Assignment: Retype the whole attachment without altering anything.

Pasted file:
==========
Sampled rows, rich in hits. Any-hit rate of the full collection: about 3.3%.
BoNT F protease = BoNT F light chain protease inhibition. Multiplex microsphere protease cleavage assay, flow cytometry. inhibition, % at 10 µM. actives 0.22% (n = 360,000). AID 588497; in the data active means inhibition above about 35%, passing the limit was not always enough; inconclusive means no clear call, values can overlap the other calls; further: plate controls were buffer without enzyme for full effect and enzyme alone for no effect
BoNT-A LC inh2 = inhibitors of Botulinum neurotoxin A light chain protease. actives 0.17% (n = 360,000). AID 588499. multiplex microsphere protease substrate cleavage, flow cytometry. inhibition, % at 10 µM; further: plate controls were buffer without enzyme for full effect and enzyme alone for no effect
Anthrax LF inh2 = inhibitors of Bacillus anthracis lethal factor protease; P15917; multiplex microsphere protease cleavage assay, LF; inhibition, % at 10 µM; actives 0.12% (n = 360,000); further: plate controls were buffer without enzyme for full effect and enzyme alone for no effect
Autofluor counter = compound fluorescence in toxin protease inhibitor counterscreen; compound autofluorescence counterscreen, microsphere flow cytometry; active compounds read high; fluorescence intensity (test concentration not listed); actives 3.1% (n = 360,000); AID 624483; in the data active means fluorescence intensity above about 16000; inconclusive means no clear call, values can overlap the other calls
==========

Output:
Sampled rows, rich in hits. Any-hit rate of the full collection: about 3.3%.
BoNT F protease = BoNT F light chain protease inhibition. Multiplex microsphere protease cleavage assay, flow cytometry. inhibition, % at 10 µM. actives 0.22% (n = 360,000). AID 588497; in the data active means inhibition above about 35%, passing the limit was not always enough; inconclusive means no clear call, values can overlap the other calls; further: plate controls were buffer without enzyme for full effect and enzyme alone for no effect
BoNT-A LC inh2 = inhibitors of Botulinum neurotoxin A light chain protease. actives 0.17% (n = 360,000). AID 588499. multiplex microsphere protease substrate cleavage, flow cytometry. inhibition, % at 10 µM; further: plate controls were buffer without enzyme for full effect and enzyme alone for no effect
Anthrax LF inh2 = inhibitors of Bacillus anthracis lethal factor protease; P15917; multiplex microsphere protease cleavage assay, LF; inhibition, % at 10 µM; actives 0.12% (n = 360,000); further: plate controls were buffer without enzyme for full effect and enzyme alone for no effect
Autofluor counter = compound fluorescence in toxin protease inhibitor counterscreen; compound autofluorescence counterscreen, microsphere flow cytometry; active compounds read high; fluorescence intensity (test concentration not listed); actives 3.1% (n = 360,000); AID 624483; in the data active means fluorescence intensity above about 16000; inconclusive means no clear call, values can overlap the other calls